# IC210 Lab 6: Viva Las Vegas

Pre-lab homework. Turn in a flowchart OR pseudocode for the following complete program (parts 1 thru 4; you can save part 5 analysis for the lab itself). Your flowchart/pseudocode is to focus on the conceptually difficult parts of the program’s control flow logic (it does NOT have to contain every detail such as all variable declarations). Reminder: All pre-lab homework is due at the beginning of the lab period, and late pre-lab homework will earn a grade of 0.

Executive Summary: You will build a version of the dice game "craps". A detailed explanation of the game comes later. First, however, a note on randomness and computer programs. A key element of any game of chance is the random nature of somthing like rolling the dice. How do we introduce "randomness" into a computer program, which is structured specifically to be "non-random"? Well, the standard library `cstdlib` has a function called `rand` which generates "random" numbers. The `rand` function returns an integer between 0 and RAND_MAX (a number defined in `cstdlib` that is at least 32,767). The number returned will at least appear to have been randomly chosen in the range (more on that later).

Part 1 : "Let's Roll"

Write a program that simulates the roll of two six-sided die. The program should output the results of 5 rolls of the two die in the following format:

` `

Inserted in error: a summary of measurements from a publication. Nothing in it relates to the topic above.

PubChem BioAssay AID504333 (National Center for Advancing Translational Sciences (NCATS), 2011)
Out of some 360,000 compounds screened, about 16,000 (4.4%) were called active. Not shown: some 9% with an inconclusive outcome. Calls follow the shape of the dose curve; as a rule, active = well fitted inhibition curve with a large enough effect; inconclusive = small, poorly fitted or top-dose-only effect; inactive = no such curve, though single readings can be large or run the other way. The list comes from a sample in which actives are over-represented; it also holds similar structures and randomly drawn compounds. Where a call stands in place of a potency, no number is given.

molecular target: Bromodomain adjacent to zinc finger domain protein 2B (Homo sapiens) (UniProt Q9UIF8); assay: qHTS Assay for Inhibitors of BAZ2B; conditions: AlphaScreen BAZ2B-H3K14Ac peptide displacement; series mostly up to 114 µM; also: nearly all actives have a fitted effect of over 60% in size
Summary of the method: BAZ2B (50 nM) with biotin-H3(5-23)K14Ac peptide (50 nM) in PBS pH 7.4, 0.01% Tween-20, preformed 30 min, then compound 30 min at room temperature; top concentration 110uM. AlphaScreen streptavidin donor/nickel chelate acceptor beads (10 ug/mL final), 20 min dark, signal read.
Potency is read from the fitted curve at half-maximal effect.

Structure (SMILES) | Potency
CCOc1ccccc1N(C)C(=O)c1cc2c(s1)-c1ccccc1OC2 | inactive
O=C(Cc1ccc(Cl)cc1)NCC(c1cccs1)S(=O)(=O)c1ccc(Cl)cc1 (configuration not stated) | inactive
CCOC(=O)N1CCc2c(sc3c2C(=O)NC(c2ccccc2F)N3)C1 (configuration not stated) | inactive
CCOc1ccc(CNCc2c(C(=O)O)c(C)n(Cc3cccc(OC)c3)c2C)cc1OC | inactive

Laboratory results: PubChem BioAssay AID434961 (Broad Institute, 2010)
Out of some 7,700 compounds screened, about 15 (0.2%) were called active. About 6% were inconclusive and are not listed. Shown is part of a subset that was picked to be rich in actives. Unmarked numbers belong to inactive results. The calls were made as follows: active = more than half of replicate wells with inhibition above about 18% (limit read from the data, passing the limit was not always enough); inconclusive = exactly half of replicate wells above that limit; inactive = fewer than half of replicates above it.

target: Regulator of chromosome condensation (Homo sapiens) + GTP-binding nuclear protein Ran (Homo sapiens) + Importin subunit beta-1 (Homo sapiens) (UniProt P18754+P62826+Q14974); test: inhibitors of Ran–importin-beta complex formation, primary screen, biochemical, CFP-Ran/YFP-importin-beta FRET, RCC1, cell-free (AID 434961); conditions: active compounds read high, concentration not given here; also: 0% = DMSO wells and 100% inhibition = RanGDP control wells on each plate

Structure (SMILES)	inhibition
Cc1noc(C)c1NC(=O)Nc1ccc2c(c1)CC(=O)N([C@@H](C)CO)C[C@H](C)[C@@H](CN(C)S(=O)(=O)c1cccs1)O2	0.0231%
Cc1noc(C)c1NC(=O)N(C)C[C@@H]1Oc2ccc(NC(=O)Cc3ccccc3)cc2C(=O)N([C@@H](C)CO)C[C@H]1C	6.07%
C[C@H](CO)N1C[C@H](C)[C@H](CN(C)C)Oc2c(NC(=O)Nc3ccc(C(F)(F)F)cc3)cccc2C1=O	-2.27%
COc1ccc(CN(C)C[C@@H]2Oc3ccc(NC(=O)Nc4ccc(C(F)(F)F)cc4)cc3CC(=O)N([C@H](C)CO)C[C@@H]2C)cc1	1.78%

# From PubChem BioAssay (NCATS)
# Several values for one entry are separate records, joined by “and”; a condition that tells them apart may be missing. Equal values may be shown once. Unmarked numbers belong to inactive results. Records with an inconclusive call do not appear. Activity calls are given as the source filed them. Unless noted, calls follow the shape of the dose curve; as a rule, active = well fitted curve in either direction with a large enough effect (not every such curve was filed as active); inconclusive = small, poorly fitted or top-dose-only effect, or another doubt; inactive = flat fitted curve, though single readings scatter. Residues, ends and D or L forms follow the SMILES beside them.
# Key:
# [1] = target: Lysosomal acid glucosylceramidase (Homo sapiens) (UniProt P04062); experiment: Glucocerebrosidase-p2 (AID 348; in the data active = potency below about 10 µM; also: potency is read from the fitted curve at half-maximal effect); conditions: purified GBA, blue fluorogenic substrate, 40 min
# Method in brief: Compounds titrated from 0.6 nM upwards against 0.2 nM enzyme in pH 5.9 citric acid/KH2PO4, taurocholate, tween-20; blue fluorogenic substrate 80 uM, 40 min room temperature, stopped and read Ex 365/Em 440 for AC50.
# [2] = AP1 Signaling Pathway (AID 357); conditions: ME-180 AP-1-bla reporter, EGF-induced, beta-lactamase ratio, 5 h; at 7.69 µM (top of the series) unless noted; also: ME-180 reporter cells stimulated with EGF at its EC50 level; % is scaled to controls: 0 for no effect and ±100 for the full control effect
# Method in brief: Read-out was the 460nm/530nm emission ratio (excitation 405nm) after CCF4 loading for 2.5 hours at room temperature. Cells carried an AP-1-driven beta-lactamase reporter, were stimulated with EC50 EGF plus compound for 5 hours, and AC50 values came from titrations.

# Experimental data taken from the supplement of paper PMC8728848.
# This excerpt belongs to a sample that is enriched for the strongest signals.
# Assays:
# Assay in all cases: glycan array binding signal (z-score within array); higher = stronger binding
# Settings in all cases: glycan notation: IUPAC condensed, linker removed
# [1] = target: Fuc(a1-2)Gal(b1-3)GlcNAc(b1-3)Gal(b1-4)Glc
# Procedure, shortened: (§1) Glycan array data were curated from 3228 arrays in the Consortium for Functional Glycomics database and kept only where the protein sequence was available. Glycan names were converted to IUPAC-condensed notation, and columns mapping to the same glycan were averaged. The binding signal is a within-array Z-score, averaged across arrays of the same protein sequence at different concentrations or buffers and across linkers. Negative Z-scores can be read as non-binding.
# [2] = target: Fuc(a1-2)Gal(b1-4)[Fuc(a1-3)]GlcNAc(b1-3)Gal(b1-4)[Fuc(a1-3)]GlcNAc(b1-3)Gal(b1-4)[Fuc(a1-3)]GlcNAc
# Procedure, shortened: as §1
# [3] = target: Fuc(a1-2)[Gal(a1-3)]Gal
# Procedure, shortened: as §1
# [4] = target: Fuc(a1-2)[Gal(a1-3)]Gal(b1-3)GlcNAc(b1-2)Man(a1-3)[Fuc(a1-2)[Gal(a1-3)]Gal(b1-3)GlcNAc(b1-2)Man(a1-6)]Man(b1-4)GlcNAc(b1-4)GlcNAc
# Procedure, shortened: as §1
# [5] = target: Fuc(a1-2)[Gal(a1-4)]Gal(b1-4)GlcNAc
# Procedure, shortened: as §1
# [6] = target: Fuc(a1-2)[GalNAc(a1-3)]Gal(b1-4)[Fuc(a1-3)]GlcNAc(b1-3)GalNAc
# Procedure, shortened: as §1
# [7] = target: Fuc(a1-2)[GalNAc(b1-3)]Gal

`Player rolled 6 + 5 = 11`
`Player rolled 2 + 6 = 8`
`Player rolled 3 + 4 = 7`
`Player rolled 4 + 3 = 7`
`Player rolled 1 + 5 = 6`

To use the rand function, you must include the `cstdlib` library. The prototype for `rand` is:

` `
`int rand();`

How to do you transform a random number between 0 and RAND_MAX into a random number from 1 through 6? Use the modulus operator (%) : you figure out the rest!

Part 2 : "Why am I going to Jail?

Run your program from Part 1 three times in succession. What do you note about the output? Nothing random about it! You will be brought up on charges by the Gaming Commission if you implement a "craps" game using this random number generator. The reason for this repeating sequence is not accidental. In order to debug a program that uses a RNG, it may be important to repeat the same sequence. Once the program is debugged, we can "seed" our RNG to create a changing sequence. We use the function `srand` to "seed" `rand`. The idea is that the particular sequence of seemingly random numbers `rand` produces will actually depend on the seed value - different seed values will produce wildly different sequences.

`int seed;`
`cout << "Enter a seed value: ";`
`cin >> seed;`
`srand(seed);`

so that it appears as the first thing in "main". Execute your program three times using different seed values. Your results will be different for each new seed.

Execute your program three times using the same seed value. You will observe the same sequence! Here comes the Gaming Commission again! We do not want to have the user generate the "seed" because output can be predicted based on the seed value.

How can we seed our RNG without input from the user and have unpredictable seed values? Let's use a function from the `ctime` library. The function call `time(``0)` returns an integer that is the number of seconds ellapsed since 00:00 hours, Jan 1, 1970. This is a continuously changing value that does not repeat, so it makes a great seed value. modify your Part 1 solution by including the `ctime` function and adding the line

`srand(time(0));`